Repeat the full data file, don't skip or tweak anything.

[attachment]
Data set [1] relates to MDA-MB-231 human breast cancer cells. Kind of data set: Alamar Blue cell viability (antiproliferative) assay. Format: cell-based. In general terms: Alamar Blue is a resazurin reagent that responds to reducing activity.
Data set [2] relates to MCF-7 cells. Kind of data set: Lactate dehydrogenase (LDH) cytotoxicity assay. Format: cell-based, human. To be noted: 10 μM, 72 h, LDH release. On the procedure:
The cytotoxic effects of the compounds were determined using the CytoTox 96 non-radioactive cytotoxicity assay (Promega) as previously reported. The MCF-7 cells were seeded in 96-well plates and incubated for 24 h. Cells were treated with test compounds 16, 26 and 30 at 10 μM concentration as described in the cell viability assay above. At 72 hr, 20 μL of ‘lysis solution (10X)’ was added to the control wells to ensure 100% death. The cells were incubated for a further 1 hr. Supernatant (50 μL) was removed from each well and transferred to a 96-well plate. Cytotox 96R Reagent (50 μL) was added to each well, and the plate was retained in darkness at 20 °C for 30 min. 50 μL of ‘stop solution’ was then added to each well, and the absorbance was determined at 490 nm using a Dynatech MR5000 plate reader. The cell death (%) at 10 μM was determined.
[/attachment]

Data set [1] relates to MDA-MB-231 human breast cancer cells. Kind of data set: Alamar Blue cell viability (antiproliferative) assay. Format: cell-based. In general terms: Alamar Blue is a resazurin reagent that responds to reducing activity.
Data set [2] relates to MCF-7 cells. Kind of data set: Lactate dehydrogenase (LDH) cytotoxicity assay. Format: cell-based, human. To be noted: 10 μM, 72 h, LDH release. On the procedure:
The cytotoxic effects of the compounds were determined using the CytoTox 96 non-radioactive cytotoxicity assay (Promega) as previously reported. The MCF-7 cells were seeded in 96-well plates and incubated for 24 h. Cells were treated with test compounds 16, 26 and 30 at 10 μM concentration as described in the cell viability assay above. At 72 hr, 20 μL of ‘lysis solution (10X)’ was added to the control wells to ensure 100% death. The cells were incubated for a further 1 hr. Supernatant (50 μL) was removed from each well and transferred to a 96-well plate. Cytotox 96R Reagent (50 μL) was added to each well, and the plate was retained in darkness at 20 °C for 30 min. 50 μL of ‘stop solution’ was then added to each well, and the absorbance was determined at 490 nm using a Dynatech MR5000 plate reader. The cell death (%) at 10 μM was determined.